Encyclopedia of Clinical Neuropsychology

2018 Edition
| Editors: Jeffrey S. Kreutzer, John DeLuca, Bruce Caplan

Problem Solving

  • Candace HughesEmail author
  • Jacqueline Estrada
Reference work entry
DOI: https://doi.org/10.1007/978-3-319-57111-9_1477


The problem-solving process can be defined as the ability to take the necessary steps to achieve a certain goal. Often, the steps involved in the problem-solving process are unknown and may need to be completed in a particular order to achieve the goal. Although problems differ in the number of solutions possible, some problems have only one suitable solution whereas others have a variety of acceptable solutions; the problem-solving process requires the individual to choose their actions from an endless number of possible actions.

There are currently two widely accepted problem-solving methods. The first method, algorithms, utilizes an exhaustive list of possibilities to obtain a solution to a particular problem. Although this method ensures that a solution will be achieved, it can become a cumbersome and time-consuming method to problem solving. The second method, heuristic method, is based on a more selective list of possible problem-solving methods including only those...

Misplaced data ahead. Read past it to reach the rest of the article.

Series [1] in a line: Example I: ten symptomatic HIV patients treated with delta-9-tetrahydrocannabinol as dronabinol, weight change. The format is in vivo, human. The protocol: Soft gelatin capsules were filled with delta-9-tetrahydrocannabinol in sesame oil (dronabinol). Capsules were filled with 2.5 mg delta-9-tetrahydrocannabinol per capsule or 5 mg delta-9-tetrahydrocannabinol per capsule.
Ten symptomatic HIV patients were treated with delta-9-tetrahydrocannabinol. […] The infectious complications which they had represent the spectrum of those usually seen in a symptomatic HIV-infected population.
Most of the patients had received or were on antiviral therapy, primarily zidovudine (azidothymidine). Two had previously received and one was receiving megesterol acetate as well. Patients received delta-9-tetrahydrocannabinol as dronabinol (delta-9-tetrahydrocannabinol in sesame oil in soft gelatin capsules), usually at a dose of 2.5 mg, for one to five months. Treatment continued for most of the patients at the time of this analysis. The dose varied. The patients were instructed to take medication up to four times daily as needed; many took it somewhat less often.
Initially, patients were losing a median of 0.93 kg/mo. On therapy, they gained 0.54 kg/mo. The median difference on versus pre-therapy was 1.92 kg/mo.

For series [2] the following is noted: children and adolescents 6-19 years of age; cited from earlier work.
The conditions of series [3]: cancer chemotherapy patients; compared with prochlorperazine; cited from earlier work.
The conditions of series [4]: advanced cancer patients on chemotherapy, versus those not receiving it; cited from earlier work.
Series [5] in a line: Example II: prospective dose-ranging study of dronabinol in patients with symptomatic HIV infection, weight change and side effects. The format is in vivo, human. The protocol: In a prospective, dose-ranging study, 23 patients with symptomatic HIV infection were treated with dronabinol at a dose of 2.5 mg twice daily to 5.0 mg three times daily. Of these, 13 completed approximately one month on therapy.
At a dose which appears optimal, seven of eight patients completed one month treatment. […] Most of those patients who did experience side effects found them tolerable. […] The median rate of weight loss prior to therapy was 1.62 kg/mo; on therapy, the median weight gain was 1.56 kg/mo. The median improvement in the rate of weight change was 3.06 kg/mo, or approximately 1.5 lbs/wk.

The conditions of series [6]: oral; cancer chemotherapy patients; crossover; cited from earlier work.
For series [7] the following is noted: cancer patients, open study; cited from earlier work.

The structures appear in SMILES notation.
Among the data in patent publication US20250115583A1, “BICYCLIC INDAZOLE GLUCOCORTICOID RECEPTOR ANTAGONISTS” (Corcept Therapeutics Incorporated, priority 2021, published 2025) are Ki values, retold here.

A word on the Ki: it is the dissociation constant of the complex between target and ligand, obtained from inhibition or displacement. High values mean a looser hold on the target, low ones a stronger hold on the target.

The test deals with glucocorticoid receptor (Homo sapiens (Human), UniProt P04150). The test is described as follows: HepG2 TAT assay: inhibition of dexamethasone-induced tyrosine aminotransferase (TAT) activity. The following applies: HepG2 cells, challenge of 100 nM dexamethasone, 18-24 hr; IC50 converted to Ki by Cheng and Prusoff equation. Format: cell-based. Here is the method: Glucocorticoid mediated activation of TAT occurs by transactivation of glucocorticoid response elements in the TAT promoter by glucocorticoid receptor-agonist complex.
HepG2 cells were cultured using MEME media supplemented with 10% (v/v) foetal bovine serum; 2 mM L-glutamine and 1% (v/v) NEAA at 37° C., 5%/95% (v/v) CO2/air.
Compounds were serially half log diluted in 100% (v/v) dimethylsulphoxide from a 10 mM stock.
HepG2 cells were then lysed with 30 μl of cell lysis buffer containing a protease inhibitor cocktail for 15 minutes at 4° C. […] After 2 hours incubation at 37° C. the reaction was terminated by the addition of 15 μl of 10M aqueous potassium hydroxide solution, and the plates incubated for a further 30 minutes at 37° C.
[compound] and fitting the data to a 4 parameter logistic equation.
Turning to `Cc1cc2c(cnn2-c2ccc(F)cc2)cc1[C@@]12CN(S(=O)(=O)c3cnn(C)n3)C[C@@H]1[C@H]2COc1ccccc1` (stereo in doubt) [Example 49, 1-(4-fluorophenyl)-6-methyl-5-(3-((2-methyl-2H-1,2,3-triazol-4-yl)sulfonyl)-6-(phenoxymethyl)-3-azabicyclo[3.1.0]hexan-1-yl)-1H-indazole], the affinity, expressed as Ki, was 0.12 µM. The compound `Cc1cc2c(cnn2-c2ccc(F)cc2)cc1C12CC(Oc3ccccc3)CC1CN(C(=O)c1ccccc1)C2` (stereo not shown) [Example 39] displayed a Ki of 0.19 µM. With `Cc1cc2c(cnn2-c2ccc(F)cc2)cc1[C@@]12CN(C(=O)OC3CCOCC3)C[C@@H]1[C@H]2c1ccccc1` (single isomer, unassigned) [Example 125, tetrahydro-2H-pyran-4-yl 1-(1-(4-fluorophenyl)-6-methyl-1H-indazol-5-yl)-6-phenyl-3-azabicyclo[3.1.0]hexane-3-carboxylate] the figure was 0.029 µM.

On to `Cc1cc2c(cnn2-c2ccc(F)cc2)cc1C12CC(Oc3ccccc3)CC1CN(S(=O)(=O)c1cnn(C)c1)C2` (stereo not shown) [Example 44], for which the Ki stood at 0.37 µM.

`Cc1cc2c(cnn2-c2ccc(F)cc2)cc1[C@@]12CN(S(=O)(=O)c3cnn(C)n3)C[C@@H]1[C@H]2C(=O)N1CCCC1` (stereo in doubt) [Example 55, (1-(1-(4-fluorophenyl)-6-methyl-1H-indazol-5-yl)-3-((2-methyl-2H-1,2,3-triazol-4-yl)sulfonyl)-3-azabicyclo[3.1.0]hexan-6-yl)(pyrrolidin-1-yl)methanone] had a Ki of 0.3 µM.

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References and Readings

  1. Luria, A. R., & Tsvetkova, L. S. (1990). The neuropsychological analysis of problem solving. Orlando: Paul M. Deutsch Press.Google Scholar
  2. Unterrainer, J. M. (2006). Planning and problem solving: From neuropsychology to functional neuroimaging. Journal of Physiology, 99(6), 308–317.PubMedPubMedCentralGoogle Scholar

Copyright information

© Springer International Publishing AG, part of Springer Nature 2018

Authors and Affiliations

  1. 1.School of PsychologyThe Chicago School of Professional PsychologyChicagoUSA